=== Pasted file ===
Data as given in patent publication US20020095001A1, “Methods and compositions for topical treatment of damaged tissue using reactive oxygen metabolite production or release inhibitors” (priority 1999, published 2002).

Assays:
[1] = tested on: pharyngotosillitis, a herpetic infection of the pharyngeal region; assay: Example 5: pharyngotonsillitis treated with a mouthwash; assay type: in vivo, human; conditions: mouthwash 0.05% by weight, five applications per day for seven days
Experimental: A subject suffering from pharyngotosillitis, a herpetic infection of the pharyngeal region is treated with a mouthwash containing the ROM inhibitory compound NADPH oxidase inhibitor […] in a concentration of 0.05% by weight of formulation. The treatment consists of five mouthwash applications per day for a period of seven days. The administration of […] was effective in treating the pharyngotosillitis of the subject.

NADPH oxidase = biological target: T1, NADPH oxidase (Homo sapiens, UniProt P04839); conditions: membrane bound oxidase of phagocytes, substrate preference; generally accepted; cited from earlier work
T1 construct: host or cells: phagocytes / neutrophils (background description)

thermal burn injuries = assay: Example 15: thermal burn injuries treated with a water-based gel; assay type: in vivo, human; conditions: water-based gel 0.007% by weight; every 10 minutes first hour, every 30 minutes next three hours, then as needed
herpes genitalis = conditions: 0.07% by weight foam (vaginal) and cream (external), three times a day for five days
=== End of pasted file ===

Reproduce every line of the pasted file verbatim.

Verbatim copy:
Data as given in patent publication US20020095001A1, “Methods and compositions for topical treatment of damaged tissue using reactive oxygen metabolite production or release inhibitors” (priority 1999, published 2002).

Assays:
[1] = tested on: pharyngotosillitis, a herpetic infection of the pharyngeal region; assay: Example 5: pharyngotonsillitis treated with a mouthwash; assay type: in vivo, human; conditions: mouthwash 0.05% by weight, five applications per day for seven days
Experimental: A subject suffering from pharyngotosillitis, a herpetic infection of the pharyngeal region is treated with a mouthwash containing the ROM inhibitory compound NADPH oxidase inhibitor […] in a concentration of 0.05% by weight of formulation. The treatment consists of five mouthwash applications per day for a period of seven days. The administration of […] was effective in treating the pharyngotosillitis of the subject.

NADPH oxidase = biological target: T1, NADPH oxidase (Homo sapiens, UniProt P04839); conditions: membrane bound oxidase of phagocytes, substrate preference; generally accepted; cited from earlier work
T1 construct: host or cells: phagocytes / neutrophils (background description)

thermal burn injuries = assay: Example 15: thermal burn injuries treated with a water-based gel; assay type: in vivo, human; conditions: water-based gel 0.007% by weight; every 10 minutes first hour, every 30 minutes next three hours, then as needed
herpes genitalis = conditions: 0.07% by weight foam (vaginal) and cream (external), three times a day for five days